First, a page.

The labour market is estimated at 22.34 million people (2006), of whom 78 percent are men. The government remains the major provider of non-agricultural employment (some 24 percent of the workforce), and the informal sector is the main source of low-productivity and low-income employment, especially for women.
Economic growth in the past few years has failed to create enough jobs to match the growth in the labour force, which averages 2.5 percent per year. More than 60 percent of the unemployed are youth.
The official unemployment rate has remained the same, around 10 percent over the past few years, but has worsened in absolute numbers. The total unemployment figure was put at 1.5 million in 1997 and increased 58 percent to 2.3 million in 2006.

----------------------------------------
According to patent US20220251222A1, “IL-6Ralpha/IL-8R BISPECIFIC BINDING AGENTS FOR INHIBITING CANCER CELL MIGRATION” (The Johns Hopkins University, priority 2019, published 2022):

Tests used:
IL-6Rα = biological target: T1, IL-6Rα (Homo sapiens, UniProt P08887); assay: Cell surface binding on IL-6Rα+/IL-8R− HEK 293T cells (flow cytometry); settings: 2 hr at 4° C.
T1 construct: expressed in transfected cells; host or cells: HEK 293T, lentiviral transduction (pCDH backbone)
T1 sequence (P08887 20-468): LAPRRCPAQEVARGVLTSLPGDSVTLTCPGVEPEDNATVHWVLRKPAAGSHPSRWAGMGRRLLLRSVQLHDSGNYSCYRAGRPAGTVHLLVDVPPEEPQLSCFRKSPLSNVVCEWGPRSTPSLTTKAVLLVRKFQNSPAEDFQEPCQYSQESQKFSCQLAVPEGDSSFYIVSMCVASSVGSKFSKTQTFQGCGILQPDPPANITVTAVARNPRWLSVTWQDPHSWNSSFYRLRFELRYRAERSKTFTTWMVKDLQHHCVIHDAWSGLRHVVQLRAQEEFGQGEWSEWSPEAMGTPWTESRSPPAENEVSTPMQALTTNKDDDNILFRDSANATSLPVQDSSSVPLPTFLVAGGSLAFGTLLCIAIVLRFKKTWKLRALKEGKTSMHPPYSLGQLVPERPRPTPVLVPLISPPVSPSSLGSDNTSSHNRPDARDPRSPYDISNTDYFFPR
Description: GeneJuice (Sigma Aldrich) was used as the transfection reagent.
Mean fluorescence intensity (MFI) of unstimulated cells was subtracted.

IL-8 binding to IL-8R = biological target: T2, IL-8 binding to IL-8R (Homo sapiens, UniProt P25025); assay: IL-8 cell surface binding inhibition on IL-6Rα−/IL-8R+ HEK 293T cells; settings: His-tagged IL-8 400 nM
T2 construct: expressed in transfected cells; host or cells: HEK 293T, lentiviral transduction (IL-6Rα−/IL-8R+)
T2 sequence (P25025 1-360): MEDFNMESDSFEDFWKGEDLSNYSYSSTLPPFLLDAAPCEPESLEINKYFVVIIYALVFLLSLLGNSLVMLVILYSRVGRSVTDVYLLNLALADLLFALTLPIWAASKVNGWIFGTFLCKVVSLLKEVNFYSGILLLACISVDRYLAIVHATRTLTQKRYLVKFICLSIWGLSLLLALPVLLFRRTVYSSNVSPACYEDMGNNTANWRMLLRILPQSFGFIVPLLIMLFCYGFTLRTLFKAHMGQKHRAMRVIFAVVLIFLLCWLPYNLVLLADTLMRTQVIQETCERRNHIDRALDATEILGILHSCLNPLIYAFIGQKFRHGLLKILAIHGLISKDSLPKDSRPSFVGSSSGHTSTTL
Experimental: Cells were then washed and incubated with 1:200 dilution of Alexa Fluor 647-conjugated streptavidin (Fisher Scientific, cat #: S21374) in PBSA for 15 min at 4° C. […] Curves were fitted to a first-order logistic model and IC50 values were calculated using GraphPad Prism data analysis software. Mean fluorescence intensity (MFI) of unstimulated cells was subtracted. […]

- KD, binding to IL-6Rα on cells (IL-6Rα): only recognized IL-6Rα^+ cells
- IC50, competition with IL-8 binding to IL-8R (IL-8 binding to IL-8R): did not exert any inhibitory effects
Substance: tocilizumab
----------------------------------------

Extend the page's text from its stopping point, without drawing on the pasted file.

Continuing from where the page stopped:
In 2012, unemployment is probably higher than the official government statistics show, possibly 15 to 25 percent higher. Unemployment among university graduates is thought to be even higher, around 40 percent for men and 50 percent for women.
The past decade has seen a shift of employment from the public sector to the private sector, but employment growth in the private sector is mostly in uncertain jobs without social security.